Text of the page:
|Do I have to give up caffeine now that I'm pregnant?
Not necessarily. You can still enjoy your favorite caffeinated drinks as long as you don't overdo it. Research suggests that moderate amounts of caffeine won't harm you or your baby during pregnancy. Researchers define moderate as 300 to 400 milligrams (mgs) of caffeine, about what you'd get in three to four 8 oz. cups of coffee or seven to nine cans of cola.
However, many pregnant women limit their intake even further or cut out caffeine completely. If that seems wise to you, you won't get any arguments from your midwife or doctor.
Is it dangerous to get more than the moderate amount of caffeine during pregnancy?
No one really knows for sure, but a study published in February 2003 by Danish researchers did find an association between heavy coffee consumption — between four and seven cups a day — and an increased rate of stillbirth.
Earlier research is both confusing and inconsistent about the effects of drinking more than three or four cups of coffee a day. Some studies have linked miscarriage, low birthweight, and birth defects such as cleft palate to large amounts of caffeine. But much of this research failed to take into account other risk factors such as smoking and alcohol, which can also lead to complications in pregnancy, labor, and delivery.
What exactly does caffeine do to my body?
For starters, no matter which form it's in, food or beverage, caffeine is a nutritional loser. It contains absolutely no vitamins or minerals.
Caffeine is also a stimulant; it increases your heart rate and metabolism, which in turn stresses your developing baby. But while unremitting stress isn't healthy, brief bouts of fetal stress, such as that your baby would feel after you drink a cup of coffee, won't cause him any harm. It's akin to your dashing to the bus, another situation that briefly boosts your heart rate and metabolism.
Anyone who drinks coffee regularly knows that it's addictive and that large amounts can also cause insomnia, nervousness, and headaches. And it's a diuretic, which causes you to lose water and other fluids and calcium, all of which you need to maintain a healthy pregnancy. Caffeine also hampers your body's ability to absorb iron — by as much as 40 percent if you drink it within one hour of a meal.
Which foods and beverages contain caffeine?
More than you might think — and caffeine hides in nonfood items as well. Chocolate and some nonherbal teas have caffeine. Some over-the-counter drugs, including headache and cold tablets, stay-awake medications, and allergy remedies also contain caffeine.
Even the amount of caffeine in coffee and tea varies widely, ranging from 30 to 150 mgs per cup depending on whether the coffee grounds or tea leaves are brewed or instant, weak or strong. Sodas vary too, and you can't assume that a so-called noncola doesn't have caffeine; many do. Check the chart below for caffeine amounts in some common foods and beverages.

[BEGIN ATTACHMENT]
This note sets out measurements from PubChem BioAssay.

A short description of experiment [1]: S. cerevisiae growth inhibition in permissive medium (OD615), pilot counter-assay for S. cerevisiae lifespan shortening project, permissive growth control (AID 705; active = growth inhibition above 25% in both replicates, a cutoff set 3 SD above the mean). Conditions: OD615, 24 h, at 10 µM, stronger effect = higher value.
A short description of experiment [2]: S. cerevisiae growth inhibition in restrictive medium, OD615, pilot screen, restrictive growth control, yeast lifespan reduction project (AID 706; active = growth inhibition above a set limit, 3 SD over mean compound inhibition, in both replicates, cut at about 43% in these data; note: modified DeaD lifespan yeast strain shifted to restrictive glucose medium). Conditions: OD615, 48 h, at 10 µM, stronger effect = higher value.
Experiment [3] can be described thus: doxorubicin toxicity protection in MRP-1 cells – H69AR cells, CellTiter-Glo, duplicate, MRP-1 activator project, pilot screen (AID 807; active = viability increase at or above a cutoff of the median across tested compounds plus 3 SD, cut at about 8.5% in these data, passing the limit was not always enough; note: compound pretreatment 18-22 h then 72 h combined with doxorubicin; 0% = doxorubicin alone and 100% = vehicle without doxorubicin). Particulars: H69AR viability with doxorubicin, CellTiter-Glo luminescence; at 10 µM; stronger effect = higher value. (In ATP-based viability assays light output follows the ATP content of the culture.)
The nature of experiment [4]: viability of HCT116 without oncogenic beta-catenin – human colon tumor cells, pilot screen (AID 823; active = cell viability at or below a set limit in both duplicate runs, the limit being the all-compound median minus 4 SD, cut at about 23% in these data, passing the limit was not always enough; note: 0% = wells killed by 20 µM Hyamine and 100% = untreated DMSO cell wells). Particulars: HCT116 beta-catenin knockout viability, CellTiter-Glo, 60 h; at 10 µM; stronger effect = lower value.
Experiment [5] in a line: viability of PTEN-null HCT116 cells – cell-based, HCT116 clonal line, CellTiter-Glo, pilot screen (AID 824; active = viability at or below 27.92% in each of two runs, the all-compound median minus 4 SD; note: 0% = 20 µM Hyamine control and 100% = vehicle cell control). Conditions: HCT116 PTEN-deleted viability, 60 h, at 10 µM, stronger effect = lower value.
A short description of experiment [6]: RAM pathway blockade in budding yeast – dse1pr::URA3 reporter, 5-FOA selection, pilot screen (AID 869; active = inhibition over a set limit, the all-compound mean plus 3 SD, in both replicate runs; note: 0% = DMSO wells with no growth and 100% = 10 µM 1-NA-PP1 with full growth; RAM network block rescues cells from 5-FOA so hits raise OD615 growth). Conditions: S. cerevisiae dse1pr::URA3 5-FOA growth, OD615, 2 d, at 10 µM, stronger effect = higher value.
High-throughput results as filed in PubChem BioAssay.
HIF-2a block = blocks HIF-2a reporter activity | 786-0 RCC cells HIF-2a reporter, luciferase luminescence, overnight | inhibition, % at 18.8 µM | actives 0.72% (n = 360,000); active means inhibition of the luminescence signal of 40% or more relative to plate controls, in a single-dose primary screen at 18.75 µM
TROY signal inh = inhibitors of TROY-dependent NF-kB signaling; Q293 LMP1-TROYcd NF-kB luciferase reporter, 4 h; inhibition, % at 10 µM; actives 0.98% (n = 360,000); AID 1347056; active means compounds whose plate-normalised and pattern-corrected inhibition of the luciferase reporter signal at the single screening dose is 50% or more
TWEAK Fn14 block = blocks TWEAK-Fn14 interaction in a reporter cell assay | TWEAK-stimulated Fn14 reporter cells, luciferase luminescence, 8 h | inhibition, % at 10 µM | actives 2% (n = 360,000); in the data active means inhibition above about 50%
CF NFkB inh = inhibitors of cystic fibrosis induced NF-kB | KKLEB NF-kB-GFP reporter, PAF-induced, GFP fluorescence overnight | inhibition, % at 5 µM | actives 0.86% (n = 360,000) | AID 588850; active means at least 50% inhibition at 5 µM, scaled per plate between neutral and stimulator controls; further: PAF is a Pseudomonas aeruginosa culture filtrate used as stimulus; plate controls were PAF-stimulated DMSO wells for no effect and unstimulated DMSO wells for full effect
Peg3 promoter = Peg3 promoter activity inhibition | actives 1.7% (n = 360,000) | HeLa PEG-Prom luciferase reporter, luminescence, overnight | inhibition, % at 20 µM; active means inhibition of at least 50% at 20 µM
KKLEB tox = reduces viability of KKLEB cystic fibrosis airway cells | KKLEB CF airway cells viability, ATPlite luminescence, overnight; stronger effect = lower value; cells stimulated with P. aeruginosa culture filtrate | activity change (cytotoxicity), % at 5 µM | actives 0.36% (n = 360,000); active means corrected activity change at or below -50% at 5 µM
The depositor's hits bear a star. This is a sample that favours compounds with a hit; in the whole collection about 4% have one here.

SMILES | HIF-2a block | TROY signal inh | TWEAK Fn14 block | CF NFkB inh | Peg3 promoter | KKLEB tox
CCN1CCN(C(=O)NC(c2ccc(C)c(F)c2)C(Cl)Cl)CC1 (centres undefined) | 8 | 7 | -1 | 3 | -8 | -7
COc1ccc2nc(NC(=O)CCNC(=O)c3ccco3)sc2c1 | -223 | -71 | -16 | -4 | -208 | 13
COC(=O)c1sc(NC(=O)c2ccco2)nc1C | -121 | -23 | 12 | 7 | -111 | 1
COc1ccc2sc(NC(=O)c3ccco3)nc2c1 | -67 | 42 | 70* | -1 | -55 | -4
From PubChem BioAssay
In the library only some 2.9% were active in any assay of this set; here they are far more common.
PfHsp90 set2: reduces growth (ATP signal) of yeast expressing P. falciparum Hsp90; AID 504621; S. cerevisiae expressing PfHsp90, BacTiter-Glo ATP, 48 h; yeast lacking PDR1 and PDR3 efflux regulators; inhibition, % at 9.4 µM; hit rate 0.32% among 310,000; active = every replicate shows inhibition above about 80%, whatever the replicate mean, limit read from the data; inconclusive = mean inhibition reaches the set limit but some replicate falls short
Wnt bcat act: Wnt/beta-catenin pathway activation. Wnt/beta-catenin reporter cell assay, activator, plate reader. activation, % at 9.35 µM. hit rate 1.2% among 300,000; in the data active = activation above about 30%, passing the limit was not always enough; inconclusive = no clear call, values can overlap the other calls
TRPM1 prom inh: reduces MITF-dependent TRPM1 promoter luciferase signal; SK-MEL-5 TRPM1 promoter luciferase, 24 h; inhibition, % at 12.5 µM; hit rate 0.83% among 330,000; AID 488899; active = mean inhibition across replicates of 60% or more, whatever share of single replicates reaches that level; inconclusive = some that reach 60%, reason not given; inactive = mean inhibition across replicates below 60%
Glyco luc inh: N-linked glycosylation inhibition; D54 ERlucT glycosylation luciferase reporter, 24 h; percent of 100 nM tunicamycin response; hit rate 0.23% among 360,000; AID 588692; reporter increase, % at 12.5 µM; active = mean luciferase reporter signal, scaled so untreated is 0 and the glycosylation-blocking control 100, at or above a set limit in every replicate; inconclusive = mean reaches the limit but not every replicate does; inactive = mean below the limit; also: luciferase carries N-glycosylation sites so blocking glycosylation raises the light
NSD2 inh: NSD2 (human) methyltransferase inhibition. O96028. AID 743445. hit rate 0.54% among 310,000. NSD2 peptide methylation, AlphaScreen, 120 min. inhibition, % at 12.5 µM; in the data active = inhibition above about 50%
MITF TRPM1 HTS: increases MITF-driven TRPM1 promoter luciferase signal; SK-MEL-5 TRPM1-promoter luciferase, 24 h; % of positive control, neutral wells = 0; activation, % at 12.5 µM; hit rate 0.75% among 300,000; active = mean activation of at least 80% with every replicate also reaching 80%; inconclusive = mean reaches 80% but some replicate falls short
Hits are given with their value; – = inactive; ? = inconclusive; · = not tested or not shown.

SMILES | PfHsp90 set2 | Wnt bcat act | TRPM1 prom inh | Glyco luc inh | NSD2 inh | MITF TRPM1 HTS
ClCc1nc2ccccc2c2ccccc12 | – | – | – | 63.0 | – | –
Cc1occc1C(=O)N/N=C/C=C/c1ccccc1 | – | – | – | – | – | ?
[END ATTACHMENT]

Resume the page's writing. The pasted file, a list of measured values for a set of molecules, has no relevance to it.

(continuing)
You might be surprised at how easily you can get a big dose of caffeine. This chart highlights just a few common foods, drinks, and drugs that contain the stimulant.
Item Amount Caffeine
Diner coffee 8 ounces 350 mg
Gourmet coffee 8 ounces 175 mg
Brewed coffee 5 ounces 105 to 115 mg
Espresso single 100 mg
Cappuccino single 100 mg
Instant coffee 6 ounces 57 mg
Decaffeinated coffee 5 ounces 5 mg
Brewed tea 6 ounces 20 to 110 mg
Iced Tea 12 ounces 70 mg
Instant Tea 7 ounces 30 mg
Cola 1 12-ounce can 30 to 56 mg
Diet cola 1 12-ounce can 38 to 45 mg
Non-cola 1 12-ounce can 54 mg
Sprite and 7-Up 1 12-ounce can 0 mg
Chocolate 2 ounces 10 to 50 mg
Cocoa 1 5-ounce cup 4 mg
Diet pills (such as Dexatrim) 1 100 to 200 mg
No-Doz 1 100 to 200 mg
(such as Anacin, Excedrin) 1 30 mg and up
I'd like to kick the caffeine habit -- just to be safe. Any tips?
You may find your taste buds doing the cutting back for you. Many women find their fondness for a cup of joe evaporates during the first trimester when the queasies strike.
Otherwise, to reduce the caffeine in homemade hot beverages, brew them for a shorter time. If you love a soothing cup of Earl Grey, steeping your tea bag for just one minute instead of five reduces the caffeine by as much as half. Many tea companies now offer decaffeinated black or green teas. Although herb teas often have no caffeine, make sure to read the ingredients list — you'll want to avoid large amounts of caffeine as well as certain herbs and additives that may not be safe during pregnancy.
If you're a devoted coffee or caffeinated soda fan, caffeine withdrawal isn't easy. To minimize symptoms, which include headaches, fatigue, and lethargy, ease off gradually. Cut back by half a cup of the beverage each day. You can also try switching from brewed to instant coffee.
If coffee fills an emotional need, such as your private coffee break, or if it's an early morning ritual or the perfect end to a meal, switch to a cup of decaffeinated coffee or tea. If you're hankering for an ice-cold cola, reach for the caffeine-free version, or better yet, try a glass of mineral water with a spritz of lime.